Zinc is essential for cells and intracellular zinc levels are maintained within appropriate boundaries by zinc transporters. However, increasingly, changes in intracellular zinc have been observed in a number of different cancers. Furthermore, these changes in zinc levels are often accompanied by parallel alterations in the expression of different zinc transporters. In this chapter we will detail what is known about zinc and zinc transporter levels in different cancers with particular emphasis on breast cancer, which has been examined most thoroughly. It is hoped that what has been discovered regarding the involvement of zinc and zinc transporters in breast cancer will be applicable to future investigations of other cancers.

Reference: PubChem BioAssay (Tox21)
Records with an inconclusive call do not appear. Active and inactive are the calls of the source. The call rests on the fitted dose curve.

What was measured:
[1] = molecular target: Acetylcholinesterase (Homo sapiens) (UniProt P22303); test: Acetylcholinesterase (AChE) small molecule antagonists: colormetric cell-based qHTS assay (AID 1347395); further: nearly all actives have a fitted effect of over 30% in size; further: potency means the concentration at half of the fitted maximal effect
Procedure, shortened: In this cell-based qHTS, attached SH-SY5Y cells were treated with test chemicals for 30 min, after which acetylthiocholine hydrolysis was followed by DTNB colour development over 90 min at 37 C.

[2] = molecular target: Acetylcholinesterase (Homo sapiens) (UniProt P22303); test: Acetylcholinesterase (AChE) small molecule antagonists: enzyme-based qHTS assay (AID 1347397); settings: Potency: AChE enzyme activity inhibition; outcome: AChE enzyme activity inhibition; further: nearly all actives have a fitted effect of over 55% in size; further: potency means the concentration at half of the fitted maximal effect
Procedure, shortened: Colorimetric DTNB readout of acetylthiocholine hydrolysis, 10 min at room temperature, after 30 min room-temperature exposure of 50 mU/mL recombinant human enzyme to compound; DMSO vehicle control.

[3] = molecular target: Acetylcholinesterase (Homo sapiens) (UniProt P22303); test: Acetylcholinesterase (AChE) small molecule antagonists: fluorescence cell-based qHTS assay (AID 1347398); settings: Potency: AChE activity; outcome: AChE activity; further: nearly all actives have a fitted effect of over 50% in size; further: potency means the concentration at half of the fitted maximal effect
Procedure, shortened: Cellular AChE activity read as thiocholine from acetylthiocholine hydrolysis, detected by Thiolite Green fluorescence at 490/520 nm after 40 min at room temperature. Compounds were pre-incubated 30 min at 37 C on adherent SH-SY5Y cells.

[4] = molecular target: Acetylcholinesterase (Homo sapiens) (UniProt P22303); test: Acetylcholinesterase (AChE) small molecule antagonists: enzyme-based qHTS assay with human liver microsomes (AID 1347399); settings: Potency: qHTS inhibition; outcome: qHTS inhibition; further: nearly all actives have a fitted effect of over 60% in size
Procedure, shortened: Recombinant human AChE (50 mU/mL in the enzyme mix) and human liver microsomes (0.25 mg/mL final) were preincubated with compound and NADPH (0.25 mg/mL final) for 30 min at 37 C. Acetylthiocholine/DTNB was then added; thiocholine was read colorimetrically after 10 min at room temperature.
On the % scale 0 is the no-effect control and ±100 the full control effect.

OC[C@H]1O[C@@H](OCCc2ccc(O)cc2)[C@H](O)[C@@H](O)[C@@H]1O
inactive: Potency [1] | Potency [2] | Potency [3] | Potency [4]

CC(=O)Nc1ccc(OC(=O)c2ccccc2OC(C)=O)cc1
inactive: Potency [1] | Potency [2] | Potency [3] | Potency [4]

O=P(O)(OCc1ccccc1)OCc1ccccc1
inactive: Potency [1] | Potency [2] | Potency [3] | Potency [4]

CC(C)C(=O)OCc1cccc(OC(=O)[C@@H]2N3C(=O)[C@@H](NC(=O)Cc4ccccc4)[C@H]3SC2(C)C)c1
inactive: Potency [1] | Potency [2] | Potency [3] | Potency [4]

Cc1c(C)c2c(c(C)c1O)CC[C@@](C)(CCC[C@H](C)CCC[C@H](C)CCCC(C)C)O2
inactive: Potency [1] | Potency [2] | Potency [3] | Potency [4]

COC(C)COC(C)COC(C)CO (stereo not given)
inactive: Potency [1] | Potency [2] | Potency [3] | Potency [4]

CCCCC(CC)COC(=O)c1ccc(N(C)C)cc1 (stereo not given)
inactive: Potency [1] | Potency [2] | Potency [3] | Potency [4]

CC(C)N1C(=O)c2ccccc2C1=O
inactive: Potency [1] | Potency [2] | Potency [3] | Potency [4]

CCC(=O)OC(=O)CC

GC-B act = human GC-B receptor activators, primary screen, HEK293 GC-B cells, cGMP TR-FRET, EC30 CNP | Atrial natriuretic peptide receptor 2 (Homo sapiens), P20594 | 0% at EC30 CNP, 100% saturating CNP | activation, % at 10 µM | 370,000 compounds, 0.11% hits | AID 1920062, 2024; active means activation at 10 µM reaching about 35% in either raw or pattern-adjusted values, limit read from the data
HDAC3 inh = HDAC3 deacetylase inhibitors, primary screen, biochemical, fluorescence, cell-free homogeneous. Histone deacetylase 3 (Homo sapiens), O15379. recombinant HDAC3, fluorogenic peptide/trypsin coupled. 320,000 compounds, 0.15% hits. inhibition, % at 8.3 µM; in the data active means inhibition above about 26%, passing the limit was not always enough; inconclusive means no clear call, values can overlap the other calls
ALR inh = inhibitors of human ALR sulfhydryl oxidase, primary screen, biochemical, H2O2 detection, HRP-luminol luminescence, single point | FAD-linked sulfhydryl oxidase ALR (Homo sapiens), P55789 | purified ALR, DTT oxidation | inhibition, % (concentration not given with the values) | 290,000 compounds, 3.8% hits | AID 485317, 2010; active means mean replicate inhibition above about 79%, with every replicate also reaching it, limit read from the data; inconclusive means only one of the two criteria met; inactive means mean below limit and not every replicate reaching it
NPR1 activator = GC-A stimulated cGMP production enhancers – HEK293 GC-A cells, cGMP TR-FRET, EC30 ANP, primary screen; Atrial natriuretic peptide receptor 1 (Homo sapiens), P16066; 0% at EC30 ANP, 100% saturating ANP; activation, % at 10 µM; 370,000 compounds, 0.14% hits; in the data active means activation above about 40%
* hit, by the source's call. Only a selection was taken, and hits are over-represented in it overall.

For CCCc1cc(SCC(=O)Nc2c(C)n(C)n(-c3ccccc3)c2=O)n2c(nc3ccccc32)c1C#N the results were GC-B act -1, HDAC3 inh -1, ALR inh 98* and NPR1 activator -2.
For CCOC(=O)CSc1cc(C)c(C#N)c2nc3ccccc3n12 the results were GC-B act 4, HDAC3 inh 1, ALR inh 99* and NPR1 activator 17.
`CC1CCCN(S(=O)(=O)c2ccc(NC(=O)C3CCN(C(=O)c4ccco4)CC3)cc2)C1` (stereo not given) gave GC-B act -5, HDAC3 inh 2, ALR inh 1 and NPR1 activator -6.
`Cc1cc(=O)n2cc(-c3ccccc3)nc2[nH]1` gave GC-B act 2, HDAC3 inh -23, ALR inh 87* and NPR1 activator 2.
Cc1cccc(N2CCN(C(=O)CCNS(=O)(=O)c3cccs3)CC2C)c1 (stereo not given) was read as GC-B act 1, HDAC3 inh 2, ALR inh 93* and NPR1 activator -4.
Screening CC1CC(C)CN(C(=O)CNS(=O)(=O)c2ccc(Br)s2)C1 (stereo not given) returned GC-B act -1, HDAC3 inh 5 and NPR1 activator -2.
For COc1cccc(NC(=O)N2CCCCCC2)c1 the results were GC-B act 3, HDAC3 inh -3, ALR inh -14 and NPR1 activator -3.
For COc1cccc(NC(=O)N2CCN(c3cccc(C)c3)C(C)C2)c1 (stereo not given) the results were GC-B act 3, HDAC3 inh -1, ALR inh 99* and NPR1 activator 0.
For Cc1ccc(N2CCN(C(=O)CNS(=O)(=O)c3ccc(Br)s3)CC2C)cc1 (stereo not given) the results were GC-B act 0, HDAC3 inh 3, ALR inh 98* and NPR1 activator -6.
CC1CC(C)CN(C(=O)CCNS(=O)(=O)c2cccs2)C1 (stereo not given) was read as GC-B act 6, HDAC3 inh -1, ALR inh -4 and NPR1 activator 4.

The essentiality of zinc is highlighted in pregnancy where many fundamental processes are dependent on Zn. In addition to adequate intake during pregnancy and lactation, it is recognised that a range of pathological outcomes are associated with zinc deficiency including; birth defects, growth retardation, impaired immune function and increased susceptibility to infection, skin disorders and central nervous system dysfunction. Furthermore, our understanding of pregnancy outcomes has been advanced by the better understanding of mechanisms that underlie the altered supply of Zn to the fetus in response to the maternal exposure to toxins, infection and disease. The metal binding protein, metallothionein is important in altering Zn distribution following exposure to alcohol or infection.